A food walk in Rome. Eating Italy's Trastevere food tour



I wrote a whole post on the Blogger app on my iPad last night, forgot to save it and it got deleted when I switched to explorer to check a link! This on a day when I was wondering whether I should even bother writing blog posts or just post on Instagram.

This morning I looked out of our hotel room window in Florence, saw the duomo, and said I must write. So here I am again.

We left Rome for Florence yesterday. Florence, or Firenze, is as beautiful as everyone said it will be and I am not just talking about the brilliant steak florentine we had last night at 13 Gobbi.

Florence


We left Rome with the realisation that it is a huge city with no 'one centre' which makes it difficult for tourists to decide on where to stay. Our hotel, the warm and lovely Fabio Massimo Design, is in the Prati district which is very near to the Vatican. This makes it a bit far from the historic centre which has the Pantheon and the Colloseum. You can take the metro and walk to reach there or a bus. Romans well tell you to walk everywhere though.

Then there is the Trastevere district which many people told me to go to because of the food. 

That's where we headed to on our last day in Rome for a food walk conducted by Eating Italy. 

I had attended their food walk in Prague which was wonderful. Here's the link to my post on that walk http://www.finelychopped.net/2014/07/a-food-walk-in-prague-with-eating-prague.html

Reaching Trastevere from Lepanto, where we were, was a pain as the metro doesn't go there. It took me a while to figure out the bus stop's name, Sanzio and not Trastevere. Which is why we got late. 

However, the Eating Italy set up is very efficient. Someone called me to check where we were and said the walk would start and we could join at the second stop and then I got a Sms giving details on where to go. Thanks to google maps we did catch them at the second stop.

I am so glad that we went there as Trastevere as this enchanted neighbourhood is far removed from the hustle and bustle of Rome. K said that the mood here reminded her of Bandra in Mumbai where we live.

The walk that we attended was conducted by Francesco who has been conducting walks for Eating Italy for a year. He was thorough, articulate, warm, witty, focused, kept us engaged over the walk which lasted for more than 3 hours and answered all my questions on the food to my satisfaction.



From Francesco I learnt that suppli, the Roman version of the Sicilian Arrancini, was originally invented as a way to use leftover rice. That what is used in carbonara is not any bacon but the cheek of a pig. That 30 g a day of pecorino sheep cheese, used in cacio pepe, was given to Roman soldiers for proteins. 

Stories from two dishes that I had eaten in my first two days in Rome.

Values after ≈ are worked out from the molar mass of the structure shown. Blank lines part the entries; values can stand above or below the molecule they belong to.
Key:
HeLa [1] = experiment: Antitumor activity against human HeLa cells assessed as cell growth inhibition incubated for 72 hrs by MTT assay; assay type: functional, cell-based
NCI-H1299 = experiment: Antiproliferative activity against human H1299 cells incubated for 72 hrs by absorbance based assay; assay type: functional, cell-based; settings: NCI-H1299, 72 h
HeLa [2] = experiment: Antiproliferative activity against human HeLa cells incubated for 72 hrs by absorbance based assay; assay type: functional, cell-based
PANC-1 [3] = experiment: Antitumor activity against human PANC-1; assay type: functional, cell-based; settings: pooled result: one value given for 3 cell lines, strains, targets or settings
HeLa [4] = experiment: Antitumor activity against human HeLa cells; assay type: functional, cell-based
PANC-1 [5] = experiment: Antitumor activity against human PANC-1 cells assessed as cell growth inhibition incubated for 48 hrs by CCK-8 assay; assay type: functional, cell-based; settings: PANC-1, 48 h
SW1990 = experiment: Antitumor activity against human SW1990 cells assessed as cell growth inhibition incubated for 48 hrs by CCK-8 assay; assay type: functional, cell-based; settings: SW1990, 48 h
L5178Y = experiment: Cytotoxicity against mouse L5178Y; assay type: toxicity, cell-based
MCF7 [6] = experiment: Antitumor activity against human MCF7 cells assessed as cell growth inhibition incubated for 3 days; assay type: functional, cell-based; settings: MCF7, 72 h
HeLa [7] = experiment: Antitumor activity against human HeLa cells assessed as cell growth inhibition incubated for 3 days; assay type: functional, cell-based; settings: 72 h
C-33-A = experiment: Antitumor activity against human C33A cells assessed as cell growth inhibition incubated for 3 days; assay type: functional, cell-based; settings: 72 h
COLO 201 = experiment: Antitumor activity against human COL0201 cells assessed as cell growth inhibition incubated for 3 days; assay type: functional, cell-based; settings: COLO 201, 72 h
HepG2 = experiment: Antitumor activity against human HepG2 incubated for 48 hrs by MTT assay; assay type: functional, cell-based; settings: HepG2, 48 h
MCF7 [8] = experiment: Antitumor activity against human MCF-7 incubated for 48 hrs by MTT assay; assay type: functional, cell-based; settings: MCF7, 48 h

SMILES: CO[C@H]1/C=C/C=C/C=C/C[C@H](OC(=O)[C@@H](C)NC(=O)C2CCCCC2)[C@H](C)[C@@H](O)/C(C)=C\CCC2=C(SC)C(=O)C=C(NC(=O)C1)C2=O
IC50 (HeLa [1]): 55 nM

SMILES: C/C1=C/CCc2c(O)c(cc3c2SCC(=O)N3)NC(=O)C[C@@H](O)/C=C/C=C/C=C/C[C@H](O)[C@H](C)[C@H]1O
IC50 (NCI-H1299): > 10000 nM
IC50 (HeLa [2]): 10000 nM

Pork cheek

We learnt that prosciutto and melon makes for a lovely sweet and salty combination. That all cured meat are called salume and all biscuits are called biscotti here. That you can drink from the taps on the road which discharge spring water. They are funded by taxes which 'Rich people don't pay'. 

We also learnt that the frothier a gelato looks, the more likely it is to be fake. 

Francesco took a bit of the romance away as he brought in a touch of realism and said that modern Romans don't make fresh pasta from scratch at home. They buy it in the shop and cook it. And they buy it at super markets and not in fast disappearing quaint neighbourhood stores.

Suppli

Gelato stop

Gnocchi 


Rome, they say is about history and the Trastevere walk was all about food history.

There was a 76 year old Nonna offering us cream oozing choux pastry buns at the start.



Cheese tasting in a magical cheese and meat shop which the owner's anscestors had started in 1900 followed. The owner, Roberto, served us and apparently a big Italian movie star walked in for cheese while we were there.

Roberto in white with a regular customer (not the actor)

We went to a meat shop dating to 1924 with a 92 year old lady sitting at the counter. Nothing is rushed here and we saw the charm of slow food in the porchetta served  after being roasted for 6 hours with pepper and spices with an exquisite bite of pork crackling with some pizza bianca (crusty bread slice).

She's 92

We tasted gelato and got tips on where to go for gelato in the city.



We went to one of the old remaining markets with just a few stalls left. Anachronistic in the modern world of super markets. Tasted prosciutto in a shop run by a son who doted on his mother, who was there too, and who served us in between hugs and kisses to each other.



A restaurant, shut for lunch, was opened for us to try a variety of delicious hand made pasta - gnocchi and ravioli - tender and in tomato sauce and my favourite of - spaghetti al dente wrapped in pecorino and pepper - cacio  pepe.



We went to a bakery started in 1920 and had some amazing lemon cream cookies and macroons served by the great and great great granddaughters of the founders. The aromas here were of a granny's hug.



And then the most intensely flavoured creme brûlée which we had on top of a wine cellar built on a room which dated to 80 BC making it older than the Pantheon.

This dated to 80 BC

Good food, history, family bonhomie ... moods that sum up Rome for food lovers came alive in this food walk. It is especially recommended for you if good cheese and meat and stories around the  excites you more than anything else.



Note: We were guests of Eating Italy on this walk. 
The link to their website is: http://www.eatingitalyfoodtours.com 
They are on Twitter as @eatingitaly

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